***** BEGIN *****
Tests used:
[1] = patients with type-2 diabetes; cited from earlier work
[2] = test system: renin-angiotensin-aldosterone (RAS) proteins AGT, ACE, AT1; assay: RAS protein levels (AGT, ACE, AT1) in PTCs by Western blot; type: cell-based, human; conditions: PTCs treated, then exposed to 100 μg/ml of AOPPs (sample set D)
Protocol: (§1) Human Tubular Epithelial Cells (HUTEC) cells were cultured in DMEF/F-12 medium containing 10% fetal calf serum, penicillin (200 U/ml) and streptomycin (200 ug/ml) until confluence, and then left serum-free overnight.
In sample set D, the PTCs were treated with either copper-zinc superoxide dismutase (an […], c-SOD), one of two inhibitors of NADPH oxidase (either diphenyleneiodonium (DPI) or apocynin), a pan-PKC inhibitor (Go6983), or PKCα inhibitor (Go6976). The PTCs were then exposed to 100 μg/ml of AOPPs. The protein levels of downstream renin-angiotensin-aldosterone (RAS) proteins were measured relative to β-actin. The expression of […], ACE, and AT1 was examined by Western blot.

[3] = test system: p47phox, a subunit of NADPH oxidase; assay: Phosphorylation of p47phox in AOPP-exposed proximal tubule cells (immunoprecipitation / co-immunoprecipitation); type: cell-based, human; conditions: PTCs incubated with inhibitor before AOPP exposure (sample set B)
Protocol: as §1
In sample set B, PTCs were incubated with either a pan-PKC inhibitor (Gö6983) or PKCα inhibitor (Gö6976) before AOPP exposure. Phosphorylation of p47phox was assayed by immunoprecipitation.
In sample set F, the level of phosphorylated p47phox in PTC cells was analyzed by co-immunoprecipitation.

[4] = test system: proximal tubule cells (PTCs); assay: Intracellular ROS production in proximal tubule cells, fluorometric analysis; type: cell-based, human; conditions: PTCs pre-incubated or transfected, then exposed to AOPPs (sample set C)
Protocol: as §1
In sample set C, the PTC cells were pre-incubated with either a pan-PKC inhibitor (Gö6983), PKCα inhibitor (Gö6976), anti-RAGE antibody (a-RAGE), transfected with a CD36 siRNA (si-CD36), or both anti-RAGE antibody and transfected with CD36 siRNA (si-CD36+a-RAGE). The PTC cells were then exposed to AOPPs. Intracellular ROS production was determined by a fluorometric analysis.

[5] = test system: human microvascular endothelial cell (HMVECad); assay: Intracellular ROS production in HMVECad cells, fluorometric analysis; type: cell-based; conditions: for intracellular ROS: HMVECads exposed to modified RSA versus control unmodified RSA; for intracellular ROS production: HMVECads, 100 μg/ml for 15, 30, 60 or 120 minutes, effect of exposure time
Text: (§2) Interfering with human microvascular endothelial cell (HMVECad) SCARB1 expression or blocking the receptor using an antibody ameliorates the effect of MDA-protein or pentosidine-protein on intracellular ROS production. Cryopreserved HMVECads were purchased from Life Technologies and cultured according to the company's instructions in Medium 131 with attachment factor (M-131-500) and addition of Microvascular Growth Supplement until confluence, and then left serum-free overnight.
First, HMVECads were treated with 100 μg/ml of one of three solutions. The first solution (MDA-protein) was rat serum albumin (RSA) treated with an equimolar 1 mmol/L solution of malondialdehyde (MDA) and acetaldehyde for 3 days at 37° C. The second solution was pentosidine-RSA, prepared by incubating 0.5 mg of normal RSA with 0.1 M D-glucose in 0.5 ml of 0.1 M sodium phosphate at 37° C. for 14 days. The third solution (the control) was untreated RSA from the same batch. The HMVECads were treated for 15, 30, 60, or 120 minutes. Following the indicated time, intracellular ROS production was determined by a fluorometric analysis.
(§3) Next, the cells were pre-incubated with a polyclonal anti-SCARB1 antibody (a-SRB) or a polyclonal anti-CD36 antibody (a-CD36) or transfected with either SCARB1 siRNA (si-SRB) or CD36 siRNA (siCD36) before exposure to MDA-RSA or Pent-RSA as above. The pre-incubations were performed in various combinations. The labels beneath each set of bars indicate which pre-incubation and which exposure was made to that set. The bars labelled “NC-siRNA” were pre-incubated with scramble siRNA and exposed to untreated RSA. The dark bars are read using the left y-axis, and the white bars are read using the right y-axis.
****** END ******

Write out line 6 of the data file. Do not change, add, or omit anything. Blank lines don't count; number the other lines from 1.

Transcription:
[3] = test system: p47phox, a subunit of NADPH oxidase; assay: Phosphorylation of p47phox in AOPP-exposed proximal tubule cells (immunoprecipitation / co-immunoprecipitation); type: cell-based, human; conditions: PTCs incubated with inhibitor before AOPP exposure (sample set B)